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Excessive Entry Test - Metropolitan & Urban taxis

The 'Excessive Entry Test' refers to powers given to the TSC from 30 June 2014 under Section 143AA of the Transport (Compliance and Miscellaneous) Act 1983 (the Act). The Act gives the TSC power to temporarily suspend the granting of new taxi licence applications in the Melbourne Metropolitan (Metropolitan) or Urban and Large Regional (Urban) taxi zones for up to 12 months. For this power to be exercised the Act requires the TSC to be satisfied that granting additional taxi licences in these zones would have significant negative impacts on both existing and future consumers.

The TSC monitors a range of taxi industry statistics to inform whether or not to exercise this power. In its considerations the TSC is mindful of the overall intent of taxi reform, which is to move the industry away from protection and restrictive regulation to one that is characterised by greater competition and self-regulation for the benefit of consumers. Accordingly, the TSC's policy is that new entry to the taxi industry should be governed by market forces to the maximum extent possible, and that new entry can be expected to deliver benefits to consumers through improved taxi availability and scope for competition.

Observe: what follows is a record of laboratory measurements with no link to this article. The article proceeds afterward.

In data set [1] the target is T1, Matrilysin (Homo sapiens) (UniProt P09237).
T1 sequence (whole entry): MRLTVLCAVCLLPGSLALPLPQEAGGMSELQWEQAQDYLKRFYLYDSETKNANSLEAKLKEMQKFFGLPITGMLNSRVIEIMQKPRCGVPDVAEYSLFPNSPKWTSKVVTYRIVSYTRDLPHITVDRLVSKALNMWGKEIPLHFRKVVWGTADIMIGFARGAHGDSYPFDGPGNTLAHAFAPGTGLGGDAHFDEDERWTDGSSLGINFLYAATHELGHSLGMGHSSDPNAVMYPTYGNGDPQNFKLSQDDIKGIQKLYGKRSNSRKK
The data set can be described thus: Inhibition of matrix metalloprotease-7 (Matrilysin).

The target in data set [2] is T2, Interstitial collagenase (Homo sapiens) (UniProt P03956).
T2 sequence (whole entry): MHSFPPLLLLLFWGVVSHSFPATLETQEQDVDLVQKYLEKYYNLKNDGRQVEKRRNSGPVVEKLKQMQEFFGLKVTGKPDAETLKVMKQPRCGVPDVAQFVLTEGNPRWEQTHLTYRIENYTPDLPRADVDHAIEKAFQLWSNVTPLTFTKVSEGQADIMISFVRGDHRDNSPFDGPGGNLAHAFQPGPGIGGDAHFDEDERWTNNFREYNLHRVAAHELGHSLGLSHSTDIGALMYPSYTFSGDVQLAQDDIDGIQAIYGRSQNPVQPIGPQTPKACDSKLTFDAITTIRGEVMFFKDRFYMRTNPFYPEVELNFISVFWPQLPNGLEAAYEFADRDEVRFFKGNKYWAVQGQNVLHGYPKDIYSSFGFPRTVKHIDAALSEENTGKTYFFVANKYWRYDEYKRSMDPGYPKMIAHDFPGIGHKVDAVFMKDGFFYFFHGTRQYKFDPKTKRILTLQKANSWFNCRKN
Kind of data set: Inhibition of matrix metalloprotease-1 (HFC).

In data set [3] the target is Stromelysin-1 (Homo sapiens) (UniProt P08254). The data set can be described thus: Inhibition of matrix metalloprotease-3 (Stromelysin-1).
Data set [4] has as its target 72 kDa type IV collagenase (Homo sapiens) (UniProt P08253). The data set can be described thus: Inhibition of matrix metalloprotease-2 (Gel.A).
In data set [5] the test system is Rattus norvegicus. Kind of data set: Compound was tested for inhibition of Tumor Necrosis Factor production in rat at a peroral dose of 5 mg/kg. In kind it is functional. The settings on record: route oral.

The TSC would only consider temporarily suspending the granting of new taxi licences in exceptional circumstances. Such exceptional circumstances would include where it can be clearly and compellingly demonstrated that consumers are made significantly worse off as a direct result of very high taxi supply, and that competitive market forces will be unable to correct this in the long term. The TSC considers that this scenario is highly unlikely to eventuate.

For transparency and market certainty the TSC publishes on a monthly basis its most recent decision on whether or not to exercise market entry restriction powers.

Decision as at August 2015

The TSC will continue to grant new taxi licence applications in the Metropolitan or Urban taxi zones as there is no evidence available to suggest that restricting market entry would be in the interest of consumers.